The Grand Tour reexamined - Critic's Choice
Grand tours get a lively examination in the Yale Architectural Journal, writes Andrew Mead
The editors of the latest Yale Architectural Journal, Perspecta 41: Grand Tour (MIT Press, £16.95), haven’t just had a good idea, but have really done something with it. They ask what the concept of the grand tour – that 17th and 18th-century cultural rite-of-passage that took the well-heeled through France and Italy, especially Rome – means in the days of easy global travel and the internet. After Gillian Darley provides some historical background in her essay on notable grand tourists, the contributions are very eclectic, though travel in Italy is still a theme. In an entertaining interview, Peter Eisenman recalls some strenuous trips there with his mentor, critic Colin Rowe, who prescribed 12 hours of serious looking per day. ‘I said, “Hey Colin, come on, let’s go to the beach”’ – but sand wasn’t on the agenda.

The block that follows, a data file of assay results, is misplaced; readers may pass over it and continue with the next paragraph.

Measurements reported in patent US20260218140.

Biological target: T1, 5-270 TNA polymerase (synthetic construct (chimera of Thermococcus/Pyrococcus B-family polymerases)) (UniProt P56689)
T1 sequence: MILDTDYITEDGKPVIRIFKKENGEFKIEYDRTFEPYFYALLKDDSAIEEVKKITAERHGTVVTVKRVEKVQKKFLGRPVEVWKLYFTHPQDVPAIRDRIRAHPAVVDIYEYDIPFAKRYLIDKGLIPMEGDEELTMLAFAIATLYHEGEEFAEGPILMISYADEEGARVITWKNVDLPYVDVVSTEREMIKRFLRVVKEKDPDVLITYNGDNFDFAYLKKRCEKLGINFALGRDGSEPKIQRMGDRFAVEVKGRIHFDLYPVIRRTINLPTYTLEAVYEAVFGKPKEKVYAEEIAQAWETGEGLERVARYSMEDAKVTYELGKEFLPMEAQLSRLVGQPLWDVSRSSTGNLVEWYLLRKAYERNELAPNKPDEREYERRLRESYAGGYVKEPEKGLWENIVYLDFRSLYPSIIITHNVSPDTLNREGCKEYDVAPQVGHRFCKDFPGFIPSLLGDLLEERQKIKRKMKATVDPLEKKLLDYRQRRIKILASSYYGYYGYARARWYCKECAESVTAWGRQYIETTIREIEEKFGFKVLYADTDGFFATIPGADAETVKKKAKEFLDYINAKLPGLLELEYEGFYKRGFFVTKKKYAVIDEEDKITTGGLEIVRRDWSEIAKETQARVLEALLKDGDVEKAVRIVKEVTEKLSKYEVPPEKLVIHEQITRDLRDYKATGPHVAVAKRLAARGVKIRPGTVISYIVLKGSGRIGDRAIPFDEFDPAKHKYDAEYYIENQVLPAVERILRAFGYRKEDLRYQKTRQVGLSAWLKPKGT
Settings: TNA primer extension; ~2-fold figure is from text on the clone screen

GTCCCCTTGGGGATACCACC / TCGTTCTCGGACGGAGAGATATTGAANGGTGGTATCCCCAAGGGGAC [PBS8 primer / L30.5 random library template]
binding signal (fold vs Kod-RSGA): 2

New species of monuments – military sites, mines, and works of land art like Robert Smithson’s Spiral Jetty – appear in Matthew Coolidge’s tour of the area around Utah’s Great Salt Lake (pictured below). We visit Robert Venturi and Denise Scott Brown’s souvenir-crammed living room (‘thrift store ceramics and lots of neon’) and follow Rem Koolhaas to Africa, but happily there’s also an account of Atelier Italia’s decade-long project to document Hadrian’s Villa with a precise detailed plan. For the original grand tourists, buildings were to be measured, sketched and touched; they were more than an image. On our virtual travels, we miss so much